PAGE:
So it is appropriate that Albuquerque Mayor Richard J. Berry is asking the U.S. Justice Department to add the March 16 fatal shooting of a homeless man who was camping illegally in the Sandia Foothills to its investigation of the Albuquerque Police Department. In fact, it’s the least he could have done, and it should have been coupled with a statement that the shooting recorded on police video was unacceptable. And that changes can and will be made.
This did not take place in a vacuum. In light of APD’s history of double digit officer-involved shootings and other use of force incidents over the last few years, the DOJ is investigating whether APD has a pattern of civil rights violations and misuse of force.
Berry also has asked the Las Cruces Police Department to join the Bernalillo County Sheriff’s Department and the State Police in an inter-agency investigation of the shooting. The Justice Department has agreed to look at that investigation when it is completed.
These are important actions that could help assuage a worried and angry public by alleviating concerns of a whitewashed internal investigation and/or a bailout by the district attorney. Both practices that have been all too common.
For residents already skeptical of APD’s versions of various officer-involved shootings, the video of the shooting of James M. Boyd confirms their worst beliefs about APD.
The closing moments in video of a five-hour standoff show Boyd, just before being shot, gathering some of his possessions in rocky terrain in an apparent capitulation to police who have cornered him. Then a flash-bang device is set off. He drops his backpack and retrieves two small knives out of his pockets. Officers yell at him to get on the ground, and as he turns away from them shots ring out and he falls to the ground. Then, bean bag projectiles are fired at him, and a dog is sicced on him.
He was hospitalized and died the next day.
The video touched off an angry response in the form of letters to the Journal, postings on social media and a protest march last night. The outrage has been local and national.
Some city councilors are calling for actions that range from an outside investigation to a federal government takeover of APD.
New APD Chief Gorden Eden added fuel to the fire on Friday by characterizing the shooting as “justified” by case law during a Friday news conference at which the video was released. Faced with questions from reporters, he beat a hasty retreat after about four minutes.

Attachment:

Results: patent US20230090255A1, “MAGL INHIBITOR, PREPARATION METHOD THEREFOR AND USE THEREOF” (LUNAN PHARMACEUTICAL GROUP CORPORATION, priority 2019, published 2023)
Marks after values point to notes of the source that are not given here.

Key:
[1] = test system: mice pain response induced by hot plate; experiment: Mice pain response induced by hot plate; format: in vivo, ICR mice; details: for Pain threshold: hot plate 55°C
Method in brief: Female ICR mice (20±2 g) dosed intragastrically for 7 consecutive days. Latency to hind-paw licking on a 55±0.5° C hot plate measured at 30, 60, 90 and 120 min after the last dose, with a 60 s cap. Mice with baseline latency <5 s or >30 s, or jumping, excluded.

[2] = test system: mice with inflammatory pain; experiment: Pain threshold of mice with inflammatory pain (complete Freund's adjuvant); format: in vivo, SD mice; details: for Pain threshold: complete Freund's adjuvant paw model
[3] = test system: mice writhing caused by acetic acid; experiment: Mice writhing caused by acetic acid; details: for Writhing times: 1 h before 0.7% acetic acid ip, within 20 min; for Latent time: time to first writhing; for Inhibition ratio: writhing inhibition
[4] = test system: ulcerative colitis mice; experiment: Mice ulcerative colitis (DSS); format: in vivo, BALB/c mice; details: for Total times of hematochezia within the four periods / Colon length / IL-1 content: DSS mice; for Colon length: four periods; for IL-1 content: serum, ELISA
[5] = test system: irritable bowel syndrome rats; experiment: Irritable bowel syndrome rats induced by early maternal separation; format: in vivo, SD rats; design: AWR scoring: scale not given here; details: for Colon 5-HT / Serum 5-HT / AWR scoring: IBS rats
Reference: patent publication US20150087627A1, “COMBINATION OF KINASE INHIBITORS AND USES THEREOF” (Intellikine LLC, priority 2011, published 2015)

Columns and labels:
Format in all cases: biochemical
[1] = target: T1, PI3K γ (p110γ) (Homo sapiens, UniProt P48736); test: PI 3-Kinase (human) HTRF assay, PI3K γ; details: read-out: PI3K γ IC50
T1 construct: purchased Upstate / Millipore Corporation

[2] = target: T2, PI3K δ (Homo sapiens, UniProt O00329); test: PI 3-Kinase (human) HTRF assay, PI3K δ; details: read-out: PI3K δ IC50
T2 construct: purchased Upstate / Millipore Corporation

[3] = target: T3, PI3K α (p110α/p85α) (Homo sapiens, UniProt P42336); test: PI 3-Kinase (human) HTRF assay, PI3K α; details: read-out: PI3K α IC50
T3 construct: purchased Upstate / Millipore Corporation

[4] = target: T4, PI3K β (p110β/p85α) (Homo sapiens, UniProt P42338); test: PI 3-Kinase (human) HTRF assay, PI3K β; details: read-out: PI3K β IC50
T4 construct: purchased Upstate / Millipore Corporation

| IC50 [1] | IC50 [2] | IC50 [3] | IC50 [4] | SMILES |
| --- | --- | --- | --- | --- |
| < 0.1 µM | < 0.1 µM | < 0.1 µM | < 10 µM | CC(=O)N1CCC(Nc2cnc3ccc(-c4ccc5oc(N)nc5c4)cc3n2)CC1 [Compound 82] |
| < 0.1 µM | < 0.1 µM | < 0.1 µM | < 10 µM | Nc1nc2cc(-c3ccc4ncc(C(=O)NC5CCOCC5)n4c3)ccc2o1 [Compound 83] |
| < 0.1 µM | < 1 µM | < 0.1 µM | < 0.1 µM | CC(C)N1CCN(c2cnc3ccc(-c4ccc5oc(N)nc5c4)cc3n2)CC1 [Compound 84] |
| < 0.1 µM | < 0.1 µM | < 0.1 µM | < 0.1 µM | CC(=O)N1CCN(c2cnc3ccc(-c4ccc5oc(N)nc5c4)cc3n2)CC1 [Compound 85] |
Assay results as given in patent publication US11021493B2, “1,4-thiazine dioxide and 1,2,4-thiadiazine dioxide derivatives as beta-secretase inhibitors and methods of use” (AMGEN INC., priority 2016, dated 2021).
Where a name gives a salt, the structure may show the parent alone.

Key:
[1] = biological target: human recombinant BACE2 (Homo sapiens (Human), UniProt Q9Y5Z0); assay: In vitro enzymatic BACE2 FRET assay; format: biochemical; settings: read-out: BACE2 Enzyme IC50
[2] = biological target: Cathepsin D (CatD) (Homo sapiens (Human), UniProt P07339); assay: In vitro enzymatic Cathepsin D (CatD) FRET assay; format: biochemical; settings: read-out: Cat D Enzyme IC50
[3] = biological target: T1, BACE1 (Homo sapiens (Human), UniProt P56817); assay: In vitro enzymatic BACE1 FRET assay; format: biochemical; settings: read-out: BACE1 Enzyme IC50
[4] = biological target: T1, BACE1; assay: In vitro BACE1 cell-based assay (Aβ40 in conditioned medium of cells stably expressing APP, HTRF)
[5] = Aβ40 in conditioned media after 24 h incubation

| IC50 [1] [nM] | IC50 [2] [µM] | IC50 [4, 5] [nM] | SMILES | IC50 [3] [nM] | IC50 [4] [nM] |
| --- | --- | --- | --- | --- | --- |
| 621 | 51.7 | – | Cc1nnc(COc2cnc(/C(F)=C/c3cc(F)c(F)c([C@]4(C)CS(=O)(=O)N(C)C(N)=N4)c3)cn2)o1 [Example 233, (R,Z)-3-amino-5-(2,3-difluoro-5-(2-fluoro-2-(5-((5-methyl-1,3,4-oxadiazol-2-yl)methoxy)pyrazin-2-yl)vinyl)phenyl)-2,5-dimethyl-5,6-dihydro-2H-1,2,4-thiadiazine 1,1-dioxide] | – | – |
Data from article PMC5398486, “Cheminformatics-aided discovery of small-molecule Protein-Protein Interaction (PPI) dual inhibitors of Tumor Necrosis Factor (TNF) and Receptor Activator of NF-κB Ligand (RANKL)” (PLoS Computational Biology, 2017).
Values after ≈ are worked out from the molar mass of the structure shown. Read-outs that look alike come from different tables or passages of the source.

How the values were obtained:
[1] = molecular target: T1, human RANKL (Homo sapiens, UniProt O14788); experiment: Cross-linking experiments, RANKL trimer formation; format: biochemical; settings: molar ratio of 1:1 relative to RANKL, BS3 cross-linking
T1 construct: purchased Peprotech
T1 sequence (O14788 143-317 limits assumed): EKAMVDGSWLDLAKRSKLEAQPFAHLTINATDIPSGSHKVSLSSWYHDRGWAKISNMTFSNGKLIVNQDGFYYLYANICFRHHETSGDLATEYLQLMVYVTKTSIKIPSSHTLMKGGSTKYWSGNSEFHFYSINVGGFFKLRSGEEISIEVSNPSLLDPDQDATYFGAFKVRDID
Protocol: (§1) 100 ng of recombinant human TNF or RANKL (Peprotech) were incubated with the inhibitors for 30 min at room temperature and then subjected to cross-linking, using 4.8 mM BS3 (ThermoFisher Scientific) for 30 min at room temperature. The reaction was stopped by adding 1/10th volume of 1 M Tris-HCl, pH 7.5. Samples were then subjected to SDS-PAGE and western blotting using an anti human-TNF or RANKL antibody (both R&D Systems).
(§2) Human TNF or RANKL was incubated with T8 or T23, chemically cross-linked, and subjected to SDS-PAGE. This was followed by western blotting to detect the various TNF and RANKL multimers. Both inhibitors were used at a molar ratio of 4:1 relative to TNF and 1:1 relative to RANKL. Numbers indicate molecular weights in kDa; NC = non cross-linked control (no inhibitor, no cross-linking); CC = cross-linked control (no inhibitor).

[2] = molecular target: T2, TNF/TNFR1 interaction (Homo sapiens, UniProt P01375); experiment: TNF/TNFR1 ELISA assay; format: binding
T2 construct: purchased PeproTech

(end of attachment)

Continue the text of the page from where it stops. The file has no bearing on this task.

On Monday, the mayor said Eden’s comments were premature. Eden agreed.
With APD’s history of double digit officer-involved shootings that resulted in death since early 2010 and the record so far of the 2nd Judicial District Attorney’s Office clearing all the cases it has reviewed, it’s doubtful many residents will accept this one as a “good shoot” – especially if it comes from an internal investigation. The word “murder” has been used more than once in citizens’ reactions.
Even before the Boyd shooting, APD’s credibility was severely damaged. Now, some residents are expressing new fear of the police officers who are charged with protecting them.
Eden, who was selected by Berry in part to right that ship, has some serious self-inflicted credibility damage as a result of this incident and his reaction. Only time will tell if he can recover from that.
For the sake of the community and the police department itself, APD must change its culture, whether through firings, better training or more severe punishments against officers who use excessive force.
This type of behavior cannot be allowed to continue.
This editorial first appeared in the Albuquerque Journal. It was written by members of the editorial board and is unsigned as it represents the opinion of the newspaper rather than the writers.